Dr. Caterwaul’s Cadre of Clairvoyant Claptraps is a super-fun group that allows us to basically tickle every musical fancy we have. We’ve been playing together now for almost 15 years. At a regular show, we’ll do arrangements of all sorts of covers, from Britney Spears to Ethiopian jazz, in addition to a bunch of originals written by our accordion player. We’ve also done collaborations for an unofficial composer series where we’ll do a set of music by a particular composer, like Angelo Badalamenti, Ennio Morricone, and the music of The Simpsons.

Nardy Boy is a NOLA-infused soul-funk band, playing mostly originals by our front man and founder of the group, Renard Boissiere. He moved up here when Hurricane Katrina hit and hung out in the Bridgeport area for several years playing with a whole mess of folks, including the group that eventually became Nardy Boy, before moving back down to New Orleans. He comes up a few times a year though and we’ll do a stretch of shows, usually for New Year’s, Mardi Gras, or summer shows. We’ve got a studio recording in the works, but we’re definitely more of a live band.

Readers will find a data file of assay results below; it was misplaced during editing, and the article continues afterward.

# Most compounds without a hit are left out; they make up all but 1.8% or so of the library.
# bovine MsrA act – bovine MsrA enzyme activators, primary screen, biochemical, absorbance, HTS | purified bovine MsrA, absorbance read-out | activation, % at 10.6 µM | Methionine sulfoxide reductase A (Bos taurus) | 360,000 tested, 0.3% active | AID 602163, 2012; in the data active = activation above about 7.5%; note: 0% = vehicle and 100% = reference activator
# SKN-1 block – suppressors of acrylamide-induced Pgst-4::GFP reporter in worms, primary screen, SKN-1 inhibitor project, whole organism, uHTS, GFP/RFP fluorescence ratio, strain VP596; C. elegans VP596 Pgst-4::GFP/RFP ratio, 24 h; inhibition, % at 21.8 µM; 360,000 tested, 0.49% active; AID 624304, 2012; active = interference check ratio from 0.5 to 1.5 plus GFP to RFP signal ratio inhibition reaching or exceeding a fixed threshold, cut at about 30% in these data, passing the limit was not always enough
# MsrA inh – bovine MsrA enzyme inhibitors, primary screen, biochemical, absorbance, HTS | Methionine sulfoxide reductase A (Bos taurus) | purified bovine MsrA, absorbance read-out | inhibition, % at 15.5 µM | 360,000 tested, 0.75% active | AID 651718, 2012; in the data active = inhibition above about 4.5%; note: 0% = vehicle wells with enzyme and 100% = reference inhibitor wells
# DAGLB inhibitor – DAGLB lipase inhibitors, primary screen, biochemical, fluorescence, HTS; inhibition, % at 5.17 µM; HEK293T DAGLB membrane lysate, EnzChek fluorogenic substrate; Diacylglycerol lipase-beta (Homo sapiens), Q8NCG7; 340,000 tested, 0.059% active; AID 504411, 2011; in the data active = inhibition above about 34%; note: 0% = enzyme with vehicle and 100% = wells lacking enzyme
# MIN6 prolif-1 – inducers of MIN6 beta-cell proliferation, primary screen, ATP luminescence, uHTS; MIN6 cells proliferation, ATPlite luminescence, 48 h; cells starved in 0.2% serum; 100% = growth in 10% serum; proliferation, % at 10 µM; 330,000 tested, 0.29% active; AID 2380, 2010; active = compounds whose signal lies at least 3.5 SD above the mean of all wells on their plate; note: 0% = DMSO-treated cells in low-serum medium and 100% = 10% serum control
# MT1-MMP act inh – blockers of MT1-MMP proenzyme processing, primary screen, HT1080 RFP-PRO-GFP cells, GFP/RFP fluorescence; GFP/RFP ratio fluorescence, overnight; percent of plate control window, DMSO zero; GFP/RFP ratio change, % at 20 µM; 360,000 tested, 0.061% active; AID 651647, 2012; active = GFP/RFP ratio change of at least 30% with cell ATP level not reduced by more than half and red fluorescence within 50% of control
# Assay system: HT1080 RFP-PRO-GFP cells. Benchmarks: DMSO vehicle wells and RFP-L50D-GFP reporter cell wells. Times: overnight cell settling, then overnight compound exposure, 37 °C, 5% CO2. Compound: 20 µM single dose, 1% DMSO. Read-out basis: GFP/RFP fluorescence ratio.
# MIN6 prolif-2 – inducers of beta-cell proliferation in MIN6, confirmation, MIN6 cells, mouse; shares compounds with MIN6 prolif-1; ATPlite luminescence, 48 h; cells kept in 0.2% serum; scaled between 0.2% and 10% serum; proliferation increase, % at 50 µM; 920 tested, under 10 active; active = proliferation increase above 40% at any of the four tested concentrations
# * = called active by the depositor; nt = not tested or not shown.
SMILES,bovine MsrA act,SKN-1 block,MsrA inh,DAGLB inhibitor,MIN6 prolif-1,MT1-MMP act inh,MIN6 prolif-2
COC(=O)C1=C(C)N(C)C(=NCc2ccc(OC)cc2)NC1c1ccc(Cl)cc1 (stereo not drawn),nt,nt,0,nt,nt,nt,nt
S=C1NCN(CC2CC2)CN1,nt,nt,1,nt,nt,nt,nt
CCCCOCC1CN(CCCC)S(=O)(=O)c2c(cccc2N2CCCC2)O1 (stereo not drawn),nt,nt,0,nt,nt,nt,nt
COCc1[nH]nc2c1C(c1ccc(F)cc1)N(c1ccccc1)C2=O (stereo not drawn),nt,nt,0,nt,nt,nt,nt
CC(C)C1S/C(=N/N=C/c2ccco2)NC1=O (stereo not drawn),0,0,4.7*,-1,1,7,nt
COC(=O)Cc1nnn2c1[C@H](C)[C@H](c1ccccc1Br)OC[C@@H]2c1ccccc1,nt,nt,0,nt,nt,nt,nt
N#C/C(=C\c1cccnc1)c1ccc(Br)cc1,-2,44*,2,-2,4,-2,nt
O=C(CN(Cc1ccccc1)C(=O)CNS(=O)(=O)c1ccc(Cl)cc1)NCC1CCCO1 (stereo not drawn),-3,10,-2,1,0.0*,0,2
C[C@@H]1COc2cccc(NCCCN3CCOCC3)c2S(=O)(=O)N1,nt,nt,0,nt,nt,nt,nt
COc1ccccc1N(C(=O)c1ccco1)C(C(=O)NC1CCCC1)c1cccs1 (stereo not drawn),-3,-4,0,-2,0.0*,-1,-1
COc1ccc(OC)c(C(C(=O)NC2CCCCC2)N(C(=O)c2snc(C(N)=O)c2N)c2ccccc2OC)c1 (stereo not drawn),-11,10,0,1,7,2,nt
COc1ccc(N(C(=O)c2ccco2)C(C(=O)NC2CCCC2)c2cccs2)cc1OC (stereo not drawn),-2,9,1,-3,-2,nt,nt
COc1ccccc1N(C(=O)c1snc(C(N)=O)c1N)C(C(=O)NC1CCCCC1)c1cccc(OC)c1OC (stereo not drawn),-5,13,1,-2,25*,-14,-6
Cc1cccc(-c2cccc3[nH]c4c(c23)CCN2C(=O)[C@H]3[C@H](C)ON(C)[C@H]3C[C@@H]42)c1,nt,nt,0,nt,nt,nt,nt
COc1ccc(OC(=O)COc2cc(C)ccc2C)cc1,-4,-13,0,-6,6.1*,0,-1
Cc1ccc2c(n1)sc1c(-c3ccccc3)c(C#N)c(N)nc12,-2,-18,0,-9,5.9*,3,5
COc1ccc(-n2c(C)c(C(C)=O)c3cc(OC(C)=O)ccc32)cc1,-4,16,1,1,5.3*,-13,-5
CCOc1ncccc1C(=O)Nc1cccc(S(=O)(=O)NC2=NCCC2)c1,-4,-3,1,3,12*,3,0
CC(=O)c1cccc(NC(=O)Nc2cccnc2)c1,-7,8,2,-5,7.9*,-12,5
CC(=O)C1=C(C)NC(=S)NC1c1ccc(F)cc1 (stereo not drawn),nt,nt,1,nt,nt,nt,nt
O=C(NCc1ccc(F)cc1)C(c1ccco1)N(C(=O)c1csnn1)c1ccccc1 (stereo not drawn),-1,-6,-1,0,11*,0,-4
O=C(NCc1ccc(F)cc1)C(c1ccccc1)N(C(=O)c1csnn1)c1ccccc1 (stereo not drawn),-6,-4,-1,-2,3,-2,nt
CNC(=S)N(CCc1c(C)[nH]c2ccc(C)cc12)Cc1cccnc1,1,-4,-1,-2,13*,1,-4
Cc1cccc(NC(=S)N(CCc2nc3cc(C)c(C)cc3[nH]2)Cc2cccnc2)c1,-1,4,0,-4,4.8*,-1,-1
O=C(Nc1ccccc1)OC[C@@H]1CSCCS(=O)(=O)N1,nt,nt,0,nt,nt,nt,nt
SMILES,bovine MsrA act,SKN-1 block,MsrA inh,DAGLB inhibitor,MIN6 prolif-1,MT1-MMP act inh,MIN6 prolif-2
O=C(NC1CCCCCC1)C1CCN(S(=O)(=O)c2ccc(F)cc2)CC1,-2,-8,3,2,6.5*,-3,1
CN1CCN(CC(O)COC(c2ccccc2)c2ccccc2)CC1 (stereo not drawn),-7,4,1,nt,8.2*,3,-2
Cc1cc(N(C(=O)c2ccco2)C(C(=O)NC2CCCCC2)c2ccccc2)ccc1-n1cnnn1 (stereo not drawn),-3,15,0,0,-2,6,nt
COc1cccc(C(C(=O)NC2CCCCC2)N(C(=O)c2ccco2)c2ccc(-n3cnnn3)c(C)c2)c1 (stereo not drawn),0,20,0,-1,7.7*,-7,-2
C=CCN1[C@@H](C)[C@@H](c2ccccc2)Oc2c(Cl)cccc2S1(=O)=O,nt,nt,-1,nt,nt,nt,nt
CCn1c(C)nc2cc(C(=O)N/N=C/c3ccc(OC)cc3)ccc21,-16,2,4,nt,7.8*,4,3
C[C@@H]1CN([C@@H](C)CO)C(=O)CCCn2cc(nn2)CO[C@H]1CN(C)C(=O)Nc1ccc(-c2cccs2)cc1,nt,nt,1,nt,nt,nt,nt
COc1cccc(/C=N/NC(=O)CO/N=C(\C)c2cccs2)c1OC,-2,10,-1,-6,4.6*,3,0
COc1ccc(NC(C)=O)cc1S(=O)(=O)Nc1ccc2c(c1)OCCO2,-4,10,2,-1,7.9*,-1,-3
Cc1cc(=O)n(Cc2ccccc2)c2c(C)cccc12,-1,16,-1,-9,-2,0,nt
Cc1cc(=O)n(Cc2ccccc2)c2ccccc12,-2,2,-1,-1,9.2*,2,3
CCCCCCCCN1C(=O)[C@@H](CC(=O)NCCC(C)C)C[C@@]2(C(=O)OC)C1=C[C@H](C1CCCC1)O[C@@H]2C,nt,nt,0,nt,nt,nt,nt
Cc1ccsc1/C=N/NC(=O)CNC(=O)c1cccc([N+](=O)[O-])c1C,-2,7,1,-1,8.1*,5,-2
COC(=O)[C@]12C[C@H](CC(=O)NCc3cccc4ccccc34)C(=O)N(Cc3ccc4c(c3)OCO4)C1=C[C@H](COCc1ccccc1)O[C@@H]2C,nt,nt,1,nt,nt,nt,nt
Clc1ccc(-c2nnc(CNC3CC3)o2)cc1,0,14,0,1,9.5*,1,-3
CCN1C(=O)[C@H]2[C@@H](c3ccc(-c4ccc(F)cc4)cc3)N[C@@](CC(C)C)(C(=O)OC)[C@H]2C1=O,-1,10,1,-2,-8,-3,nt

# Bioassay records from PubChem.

Little Silver is the most recent group I’ve been playing with. They first approached me and my soul brother Tep, the bass player for Nardy Boy and Dr. Caterwaul’s, to record a few singles they had been working on and then invited us to be permanent members after we all clicked. They’ve done a ton of recording before we entered the picture though and were also reviewed in Rolling Stone magazine, among others.

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Rockmommy: Did you always aspire to be a music teacher and a musician?